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Rising Stars: Meet James Gilboy

Today we’d like to introduce you to James Gilboy.

Hi James, please kick things off for us with an introduction to yourself and your story.
My teachers always told me I was a good writer, but I never saw it as a way I could make a living. Got into cars as a teenager but realized after going to school to be a mechanic that I wouldn’t be good at it. I was in a sort of limbo, putting off looking for another job when a chance to write for The Drive (which I had long admired) fell into my lap. I grabbed the opportunity with both hands and held on for dear life. Five years later, here I am, an independent adult not just sustaining myself off creative work, but chasing after some of my wilder dreams.

We all face challenges, but looking back would you describe it as a relatively smooth road?
I wouldn’t say so, no matter how narrowly or broadly you define the road. It’s really been a lifelong one. As for the period I’ve been writing professionally, I’ve both faced some rough patches growing as a journalist and as a writer, as well as an ongoing crisis of purpose. But that’s probably an explanation for another question on this form!

Appreciate you sharing that. What else should we know about what you do?
The short answer is I write about cars, but the long answer is I do some broader transportation journalism as well. I’d say my specialty is researching “cyptid” vehicles with poorly documented histories, though I’m up to scratch on electric vehicles, motorsport, and some broader automotive culture and transportation policy. I’m probably best known for my series on Collier AMC (an old car dealer frozen in time), but otherwise, it’s tough to say, I don’t have a huge personal following.

I’m definitely most proud of when I publish something that helps people somehow—inspires them, informs them, or gets them the attention they deserve for their own good work. That’s kind of the point of media work! I’m also proud of being able to comprehensively tell obscure stories from history, like the McDonald’s McTrain or Project Carryall.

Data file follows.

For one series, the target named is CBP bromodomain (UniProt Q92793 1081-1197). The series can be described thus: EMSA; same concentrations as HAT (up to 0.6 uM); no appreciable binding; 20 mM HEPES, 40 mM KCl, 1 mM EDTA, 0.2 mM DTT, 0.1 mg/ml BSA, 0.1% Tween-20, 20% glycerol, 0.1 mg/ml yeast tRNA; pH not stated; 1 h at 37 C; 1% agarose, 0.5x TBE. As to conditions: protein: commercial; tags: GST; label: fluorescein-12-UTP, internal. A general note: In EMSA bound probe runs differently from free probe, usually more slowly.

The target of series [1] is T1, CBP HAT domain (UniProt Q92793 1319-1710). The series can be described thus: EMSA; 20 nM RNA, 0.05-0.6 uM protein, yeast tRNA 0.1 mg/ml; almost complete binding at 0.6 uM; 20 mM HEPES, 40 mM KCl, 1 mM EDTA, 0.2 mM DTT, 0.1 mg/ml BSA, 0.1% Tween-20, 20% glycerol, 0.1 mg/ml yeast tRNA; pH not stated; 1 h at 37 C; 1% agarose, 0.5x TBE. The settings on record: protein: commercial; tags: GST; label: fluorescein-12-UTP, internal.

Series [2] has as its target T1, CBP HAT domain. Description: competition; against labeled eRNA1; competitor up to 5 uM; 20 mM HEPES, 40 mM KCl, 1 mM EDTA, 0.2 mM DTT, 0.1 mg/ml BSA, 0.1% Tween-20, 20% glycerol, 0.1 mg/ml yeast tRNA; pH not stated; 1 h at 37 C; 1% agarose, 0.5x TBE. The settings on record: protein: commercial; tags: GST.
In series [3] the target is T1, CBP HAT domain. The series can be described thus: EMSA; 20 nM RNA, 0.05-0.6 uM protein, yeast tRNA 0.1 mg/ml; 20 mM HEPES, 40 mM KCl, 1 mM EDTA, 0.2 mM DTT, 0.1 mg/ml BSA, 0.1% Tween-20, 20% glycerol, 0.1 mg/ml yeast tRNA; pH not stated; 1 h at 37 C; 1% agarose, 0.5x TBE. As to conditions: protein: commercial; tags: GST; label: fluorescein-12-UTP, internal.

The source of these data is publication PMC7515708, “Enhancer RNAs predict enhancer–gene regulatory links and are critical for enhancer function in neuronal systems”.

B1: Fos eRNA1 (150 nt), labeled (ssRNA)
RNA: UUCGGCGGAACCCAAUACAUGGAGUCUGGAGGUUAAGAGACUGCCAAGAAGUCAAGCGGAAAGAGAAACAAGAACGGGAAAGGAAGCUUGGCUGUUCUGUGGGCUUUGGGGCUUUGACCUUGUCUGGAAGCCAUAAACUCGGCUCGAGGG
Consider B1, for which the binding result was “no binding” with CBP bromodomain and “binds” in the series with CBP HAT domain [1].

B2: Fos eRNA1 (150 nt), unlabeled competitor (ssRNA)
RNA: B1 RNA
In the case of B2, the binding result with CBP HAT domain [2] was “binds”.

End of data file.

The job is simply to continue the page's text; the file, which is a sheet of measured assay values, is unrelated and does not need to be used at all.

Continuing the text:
What sets me apart from others… Is my tendency to write overly long sentences. Bad habit. Okay, no, aside from that, when I deal with complex topics, I like to aim for what I call Digestible Depth. The average person is smarter than you think, they just need to be helped to understand some topics. Presentation is make-or-break for helping people understand.

Can you tell us more about what you were like growing up?
I was diagnosed with ADHD from a young age, so I never really bonded with most of the people I grew up around. For a variety of reasons, I was also not the most well-socialized, so I went from an energetic kid to a reclusive one. As for interests, I’ve always found the machines we use to transport ourselves—trains, planes, ships, cars, et cetera—interesting, and I’ve sort of picked up some knowledge on them all over the years. Not to the point of being able to tell people much about all of them, but the interest has been there.

Contact Info:


Image Credits
James Gilboy, Rafi Ward, Kristen Lee

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